If you want hair as fluffy as mine, the solution is staring you in the face

I'VE BEEN MAKING a radio series about departed heroes. I choose the living and my studio guest chooses the dead. And the most mysterious of our ghostly invitees has been an obscure 19th-century Hungarian doctor, Ignรกc Semmelweis, patron saint of "now wash your hands". Frances Cairncross, president of the British Society for the Advancement of Science, chose him. Her hero, practising in the maternity wards of a Viennese teaching hospital, hit upon the cause of the deaths from "childbed fever" of hundreds of thousands of postnatal mothers across Europe and America. Simple observation told him they were killed by their doctors, who carried the infection on their hands from one woman in labour to another. When doctors washed their hands between patients, deaths plummeted. It was that simple.

But a conservative medical profession refused to accept they could be killing women. Semmelweis lashed out at his colleagues as murderers. He was shunned. He died in a lunatic asylum. It was years before his theory took hold, yet the truth had been staring his era in the face.

Making the programme, I started to wonder what obvious truths stare our own era in the face. Every generation tumbles to something their grandfathers just couldn't see, and exclaimed: "Surely it was obvious?" Could ours be the first age to overlook nothing? Or what no-brainer might be staring us in the face?

I DO HAVE one candidate, though rather trivial. In 1996 I wrote a weekly humorous column on these pages. Returning from an expedition where we could hardly wash for weeks, I reported that my hair had become progressively greasier, and then - to my surprise - begun to get less greasy again. I recorded my hunch that it might not be necessary to wash your hair with shampoo, soap or any kind of de-greasant. Pointing out that cats and monkeys never use shampoo yet do not seem to suffer from oily fur, I suggested that if humans, too, stopped stripping our hair of natural oils, our scalps might stop pumping them out. I promised readers I would try this. Maybe they thought I was joking.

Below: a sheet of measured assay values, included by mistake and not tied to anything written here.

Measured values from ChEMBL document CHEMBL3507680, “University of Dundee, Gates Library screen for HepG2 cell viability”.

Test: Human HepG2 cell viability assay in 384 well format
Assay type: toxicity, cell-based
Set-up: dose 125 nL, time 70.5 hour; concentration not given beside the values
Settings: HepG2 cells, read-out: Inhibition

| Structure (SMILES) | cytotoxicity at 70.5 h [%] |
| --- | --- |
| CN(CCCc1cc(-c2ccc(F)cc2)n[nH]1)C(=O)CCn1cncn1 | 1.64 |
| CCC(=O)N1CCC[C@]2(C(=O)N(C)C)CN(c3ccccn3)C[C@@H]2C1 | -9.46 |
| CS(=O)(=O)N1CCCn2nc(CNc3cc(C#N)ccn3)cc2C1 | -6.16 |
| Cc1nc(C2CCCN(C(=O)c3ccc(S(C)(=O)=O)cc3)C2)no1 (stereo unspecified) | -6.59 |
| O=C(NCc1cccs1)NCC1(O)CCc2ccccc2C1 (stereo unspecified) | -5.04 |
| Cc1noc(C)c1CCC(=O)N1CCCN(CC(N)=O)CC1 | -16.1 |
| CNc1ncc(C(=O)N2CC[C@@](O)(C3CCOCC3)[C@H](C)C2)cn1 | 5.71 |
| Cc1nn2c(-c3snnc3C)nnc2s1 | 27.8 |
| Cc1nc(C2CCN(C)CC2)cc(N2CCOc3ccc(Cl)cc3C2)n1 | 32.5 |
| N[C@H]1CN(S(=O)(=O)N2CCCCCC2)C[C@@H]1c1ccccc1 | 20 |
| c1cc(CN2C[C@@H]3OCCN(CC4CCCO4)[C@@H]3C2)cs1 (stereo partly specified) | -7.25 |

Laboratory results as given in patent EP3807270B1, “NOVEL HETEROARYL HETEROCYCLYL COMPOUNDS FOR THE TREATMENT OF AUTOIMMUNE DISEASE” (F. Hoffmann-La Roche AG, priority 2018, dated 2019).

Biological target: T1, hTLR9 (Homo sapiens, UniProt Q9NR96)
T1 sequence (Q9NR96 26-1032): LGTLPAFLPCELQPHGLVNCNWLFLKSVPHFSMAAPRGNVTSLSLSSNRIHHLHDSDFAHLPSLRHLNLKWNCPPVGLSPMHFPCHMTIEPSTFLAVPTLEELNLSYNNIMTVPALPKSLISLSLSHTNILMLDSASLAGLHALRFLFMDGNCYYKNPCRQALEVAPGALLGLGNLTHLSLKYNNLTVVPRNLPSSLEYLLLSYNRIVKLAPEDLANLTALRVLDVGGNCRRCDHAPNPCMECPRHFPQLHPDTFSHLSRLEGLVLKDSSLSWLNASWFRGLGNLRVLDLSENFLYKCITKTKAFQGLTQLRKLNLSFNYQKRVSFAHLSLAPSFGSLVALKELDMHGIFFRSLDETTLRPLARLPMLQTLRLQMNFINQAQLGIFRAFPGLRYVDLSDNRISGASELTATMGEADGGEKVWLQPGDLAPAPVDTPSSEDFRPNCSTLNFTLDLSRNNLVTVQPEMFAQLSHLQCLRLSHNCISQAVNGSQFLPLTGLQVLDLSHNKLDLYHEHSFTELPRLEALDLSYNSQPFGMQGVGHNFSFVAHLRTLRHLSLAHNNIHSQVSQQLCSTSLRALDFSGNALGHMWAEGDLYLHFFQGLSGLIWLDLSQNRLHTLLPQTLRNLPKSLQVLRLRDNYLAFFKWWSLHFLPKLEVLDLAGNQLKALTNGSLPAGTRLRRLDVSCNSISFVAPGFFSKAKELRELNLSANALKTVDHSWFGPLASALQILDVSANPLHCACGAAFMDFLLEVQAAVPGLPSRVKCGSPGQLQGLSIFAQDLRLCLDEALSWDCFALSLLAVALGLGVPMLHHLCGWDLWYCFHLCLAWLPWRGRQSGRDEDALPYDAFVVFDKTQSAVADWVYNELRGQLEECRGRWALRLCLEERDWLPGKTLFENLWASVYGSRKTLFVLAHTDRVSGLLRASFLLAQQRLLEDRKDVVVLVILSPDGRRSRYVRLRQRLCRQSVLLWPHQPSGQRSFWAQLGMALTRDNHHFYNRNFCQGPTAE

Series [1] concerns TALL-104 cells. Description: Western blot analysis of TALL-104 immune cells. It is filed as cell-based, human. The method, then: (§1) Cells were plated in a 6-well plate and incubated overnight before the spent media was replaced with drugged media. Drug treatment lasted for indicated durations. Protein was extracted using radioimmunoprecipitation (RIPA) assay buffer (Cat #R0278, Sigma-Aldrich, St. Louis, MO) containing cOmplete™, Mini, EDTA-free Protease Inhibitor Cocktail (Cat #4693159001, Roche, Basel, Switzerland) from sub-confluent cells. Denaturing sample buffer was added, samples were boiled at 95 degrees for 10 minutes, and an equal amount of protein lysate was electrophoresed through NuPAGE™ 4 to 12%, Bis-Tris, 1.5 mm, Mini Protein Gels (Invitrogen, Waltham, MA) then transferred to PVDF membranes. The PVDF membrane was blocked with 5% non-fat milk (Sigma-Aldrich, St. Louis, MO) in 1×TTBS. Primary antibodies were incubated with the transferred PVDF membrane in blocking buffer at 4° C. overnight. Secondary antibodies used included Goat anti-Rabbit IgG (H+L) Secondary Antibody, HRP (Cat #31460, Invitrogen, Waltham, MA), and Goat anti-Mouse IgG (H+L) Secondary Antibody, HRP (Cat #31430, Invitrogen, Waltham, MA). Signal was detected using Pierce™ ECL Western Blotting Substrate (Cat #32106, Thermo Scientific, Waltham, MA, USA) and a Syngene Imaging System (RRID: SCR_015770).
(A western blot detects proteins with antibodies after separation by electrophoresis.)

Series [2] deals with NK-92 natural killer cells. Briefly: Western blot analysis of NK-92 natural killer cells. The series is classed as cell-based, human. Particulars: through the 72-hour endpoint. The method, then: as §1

Today, after ten years of washing my hair with fresh, warm water alone - ten years during which no kind of de-greasant has touched my scalp - I can report back. Readers, if only you could all run your fingers through my hair: as light and fluffy as a kitten's coat. And (to answer your unspoken question) not at all smelly - snuffle your noses in it, do - because I rinse my hair daily under the shower. Do you soap up your kneecaps every day? No. Are they oily or smelly? I doubt it. Exposed to light and air, human skin and hair find their own balance, the oil-glands secreting just enough to protect. It is our habit of stripping this viciously from our scalps that panics the glands into overproduction - that is why your first few weeks will be an uncomfortably greasy time. But persist, and you'll come out the other side with less dandruff than when you were shampooing, and less greasy hair than the second day after you quit.

Think of the money, think of the pollution, our nation could save. No wonder everyone's going bald. One day I shall be hailed as a lonely prophet of the nonsense of shampoo.

AND HERE's another lonely prophet who noticed the blindingly obvious: the late Sir Robin Day, then aged 31 and a junior radio producer, writing a memo to BBC senior management in 1955 suggesting that at breakfast the Home and Light Services should offer more than light music, No, No, Nanette and readings from Ezekiel. "I therefore suggest a new daily morning programme . . . [giving] intelligent, pithy comment . . . on things people may not yet have read about in their morning papers." Day concluded that if his proposal was adopted, "I am sure we would look back to the present morning programmes with the same incredulity with which we now regard pre-1939 days when there was nothing, not even a news bulletin, until mid-morning".

The whippersnapper's idea got short shrift from the Controller of the Home Service. He doubted there was any "public demand for this sort of thing in the morning", and turned it down flat. Later the Today programme was born. It was staring them in the face - wasn't it?